Shaka Smart coaches for the Marquette Golden Eagles in the 2023 NCAA Tournament. Mar 17, 2023; Columbus, Ohio, USA; Marquette Golden Eagles head coach Shaka Smart yells during the first round of the NCAA men s basketball tournament against the Vermont Catamounts at Nationwide Arena. Mandatory Credit: Adam Cairns-The Columbus Dispatch Basketball Ncaa Men S Basketball Tournament

COLUMBUS, Ohio — Shaka Smart pointed triumphantly in the direction of the raucous Marquette University crowd at Nationwide Arena. And even though he turned down an opportunity to enjoy a celebratory milkshake live on television, he was savoring the moment. On Friday, he accomplished something at his current job that never did at his old one.

Smart won an NCAA Tournament game. His No. 2-seeded Golden Eagles surged in the second half to defeat No. 15 Vermont 78-61. On paper, that might not seem much. Marquette did what it was supposed to. But for Smart, who celebrates victories away from home with milkshakes, this was a great start for what he hopes will be a memorable March. Marquette (29-6) will face No. 7 Michigan State (20-12) with a trip to the Sweet 16 on the line. 

Sometimes in college basketball, it’s about finding the right fit. It’s that simple. No matter how smart you are, or how talented your roster is, the right chemistry often makes a difference. At least from the start, it looks like Smart and Marquette might be a match made in hardcourt heaven.

In his second season, Smart has the Golden Eagles on the verge of their first trip to the Sweet 16 in ten years. This season must feel extremely satisfying for Smart after the disappointment of what happened in Austin, Texas.

Smart, crowned as a rock star at an early age, is experiencing the type of success that many expected him to have at Texas. Didn’t happen. And after six mediocre years, the two parties mutually split. The big-moneyed Longhorns boosters were growing weary. Maybe Smart would have lasted one more season before he was bounced out the door. So, Smart was proactive and returned to a friendlier environment. The Wisconsin native came home. 

Marquette and Smart needed each other because both were looking to recapture previous magic. Smart was a coaching darling at VCU after becoming the first to take a team from the First Four to the Final Four in 2011. That was the same year Brad Stevens reached his second Final Four with Butler.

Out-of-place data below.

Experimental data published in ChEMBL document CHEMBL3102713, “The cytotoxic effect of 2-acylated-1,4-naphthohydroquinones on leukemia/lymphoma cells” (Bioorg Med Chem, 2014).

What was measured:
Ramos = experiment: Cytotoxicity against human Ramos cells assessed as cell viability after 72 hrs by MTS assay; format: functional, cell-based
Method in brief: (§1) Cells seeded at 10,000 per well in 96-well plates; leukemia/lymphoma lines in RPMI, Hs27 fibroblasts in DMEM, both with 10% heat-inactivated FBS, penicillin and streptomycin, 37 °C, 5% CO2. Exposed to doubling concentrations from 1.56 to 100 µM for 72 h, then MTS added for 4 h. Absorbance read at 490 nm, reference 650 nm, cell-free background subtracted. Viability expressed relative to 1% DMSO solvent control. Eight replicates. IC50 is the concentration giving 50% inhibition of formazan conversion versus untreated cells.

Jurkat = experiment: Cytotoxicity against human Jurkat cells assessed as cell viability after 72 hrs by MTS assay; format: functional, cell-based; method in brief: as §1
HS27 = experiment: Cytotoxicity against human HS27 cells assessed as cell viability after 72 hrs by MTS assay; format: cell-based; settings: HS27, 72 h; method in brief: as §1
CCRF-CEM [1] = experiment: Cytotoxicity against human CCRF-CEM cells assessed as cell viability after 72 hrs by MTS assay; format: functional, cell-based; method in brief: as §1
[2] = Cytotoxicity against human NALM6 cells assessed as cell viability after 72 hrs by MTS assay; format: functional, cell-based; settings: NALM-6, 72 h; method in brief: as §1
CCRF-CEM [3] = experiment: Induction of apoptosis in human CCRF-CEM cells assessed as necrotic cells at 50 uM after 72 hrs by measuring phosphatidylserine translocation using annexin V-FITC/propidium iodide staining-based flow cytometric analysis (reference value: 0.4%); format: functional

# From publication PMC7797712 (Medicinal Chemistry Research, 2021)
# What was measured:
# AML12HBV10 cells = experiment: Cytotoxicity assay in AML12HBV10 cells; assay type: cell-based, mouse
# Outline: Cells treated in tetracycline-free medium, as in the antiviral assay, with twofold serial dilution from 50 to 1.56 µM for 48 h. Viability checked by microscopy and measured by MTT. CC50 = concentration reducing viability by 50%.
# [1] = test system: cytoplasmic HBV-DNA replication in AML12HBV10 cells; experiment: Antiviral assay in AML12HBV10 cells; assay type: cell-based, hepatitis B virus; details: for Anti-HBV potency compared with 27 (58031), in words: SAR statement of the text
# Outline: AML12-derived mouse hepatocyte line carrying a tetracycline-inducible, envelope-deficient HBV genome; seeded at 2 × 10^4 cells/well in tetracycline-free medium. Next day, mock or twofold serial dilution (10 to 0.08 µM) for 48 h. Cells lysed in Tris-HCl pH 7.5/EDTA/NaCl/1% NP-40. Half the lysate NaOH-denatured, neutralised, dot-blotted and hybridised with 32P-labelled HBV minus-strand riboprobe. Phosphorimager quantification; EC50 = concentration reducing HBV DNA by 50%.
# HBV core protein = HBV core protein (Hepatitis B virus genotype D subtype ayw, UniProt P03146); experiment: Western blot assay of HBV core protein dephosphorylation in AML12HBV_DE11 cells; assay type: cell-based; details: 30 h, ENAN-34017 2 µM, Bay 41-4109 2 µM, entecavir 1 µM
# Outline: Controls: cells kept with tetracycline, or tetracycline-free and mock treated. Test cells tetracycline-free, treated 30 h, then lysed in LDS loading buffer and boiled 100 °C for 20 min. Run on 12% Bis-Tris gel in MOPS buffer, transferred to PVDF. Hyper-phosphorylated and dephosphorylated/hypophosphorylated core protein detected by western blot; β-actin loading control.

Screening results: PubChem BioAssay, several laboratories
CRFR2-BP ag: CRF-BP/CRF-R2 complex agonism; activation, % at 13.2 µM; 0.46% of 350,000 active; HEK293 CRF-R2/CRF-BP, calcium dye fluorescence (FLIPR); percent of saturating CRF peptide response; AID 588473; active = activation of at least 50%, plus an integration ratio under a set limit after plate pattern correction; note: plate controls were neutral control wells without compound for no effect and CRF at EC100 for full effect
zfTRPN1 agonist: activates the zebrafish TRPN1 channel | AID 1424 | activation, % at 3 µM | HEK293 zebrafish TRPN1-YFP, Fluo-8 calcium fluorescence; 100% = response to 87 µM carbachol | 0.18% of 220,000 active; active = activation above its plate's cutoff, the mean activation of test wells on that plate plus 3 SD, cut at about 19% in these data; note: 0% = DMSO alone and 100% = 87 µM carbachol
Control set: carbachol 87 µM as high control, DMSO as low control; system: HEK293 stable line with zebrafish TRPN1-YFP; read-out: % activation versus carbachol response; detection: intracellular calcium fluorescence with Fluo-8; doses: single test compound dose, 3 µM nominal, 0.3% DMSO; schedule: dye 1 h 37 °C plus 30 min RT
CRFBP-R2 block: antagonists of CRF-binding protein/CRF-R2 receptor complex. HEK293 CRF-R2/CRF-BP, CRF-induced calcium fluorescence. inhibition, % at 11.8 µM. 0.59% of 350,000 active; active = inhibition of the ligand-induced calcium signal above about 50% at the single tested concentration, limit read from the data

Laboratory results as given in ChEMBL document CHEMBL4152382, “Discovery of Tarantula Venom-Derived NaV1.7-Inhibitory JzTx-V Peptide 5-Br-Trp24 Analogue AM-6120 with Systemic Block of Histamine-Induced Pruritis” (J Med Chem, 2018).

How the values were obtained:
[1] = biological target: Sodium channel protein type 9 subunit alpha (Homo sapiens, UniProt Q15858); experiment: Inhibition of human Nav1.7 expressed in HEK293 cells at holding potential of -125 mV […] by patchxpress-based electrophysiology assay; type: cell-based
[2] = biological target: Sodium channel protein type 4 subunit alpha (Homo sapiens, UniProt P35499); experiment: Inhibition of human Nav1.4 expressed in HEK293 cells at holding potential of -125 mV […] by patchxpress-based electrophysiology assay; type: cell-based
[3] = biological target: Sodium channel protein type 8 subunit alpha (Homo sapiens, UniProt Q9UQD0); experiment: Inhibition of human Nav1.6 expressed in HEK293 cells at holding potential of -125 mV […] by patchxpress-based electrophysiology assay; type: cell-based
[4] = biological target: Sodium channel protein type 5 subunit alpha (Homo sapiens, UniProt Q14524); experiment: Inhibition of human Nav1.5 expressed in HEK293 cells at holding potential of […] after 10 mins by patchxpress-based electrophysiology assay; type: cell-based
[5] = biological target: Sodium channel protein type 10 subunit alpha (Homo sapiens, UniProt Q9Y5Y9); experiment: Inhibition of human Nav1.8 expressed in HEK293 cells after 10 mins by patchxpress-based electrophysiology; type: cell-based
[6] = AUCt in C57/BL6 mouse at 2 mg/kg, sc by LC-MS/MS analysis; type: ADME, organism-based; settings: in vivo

Stevens, then 35, and Smart, then 37,  looked like the future kings of college basketball. Smart and Stevens were rumored for every major opening as athletic directors looking to make a big splash vigorously courted them.  

Didn’t quite work out the way we expected. Steven stunningly left for the NBA in 2013 to lead the Boston Celtics. Meanwhile, Smart went to Texas in 2015. Everyone applauded the Longhorns for making what seemed to be a home-run hire. There was no way it could fail, right? Well, it was shocking that Shaka didn’t achieve more. 

Under Smart, Texas never won more than 21 games and never won an NCAA Tournament game. By defeating Vermont, Smart earned his first NCAA victory in 10 years. Unlike Texas, he doesn’t have a roster full of blue-chippers. What he does have is a feisty bunch that fits his style. 

Marquette didn’t add an active transfer in the off-season and lost four of its top six scorers from last year. The Golden Eagles were picked to finish ninth in the Big East. So it was surprising that they won the regular-season championship and the conference tournament title. 

Against Vermont, Big East Player of the Year Tyler Kolek didn’t play particularly well (8 points, 3-of-11 shooting). He suffered a wrist injury and was in foul trouble early. It didn’t matter. The Golden Eagles dominated the second half.

“We’re better together,” Smart said. “It’s a team effort. We’ve never been a team that depends on one guy to score all of our points or even close to that.”

Smart has been defined by his early career success. Now he has a chance to make new memories.

“Our focus is on being the best Marquette we can be,” Smart said.

About Michael Grant

Born in Jamaica. Grew up in New York City. Lives in Louisville, Ky. Sports writer. Not related to Ulysses S. Grant.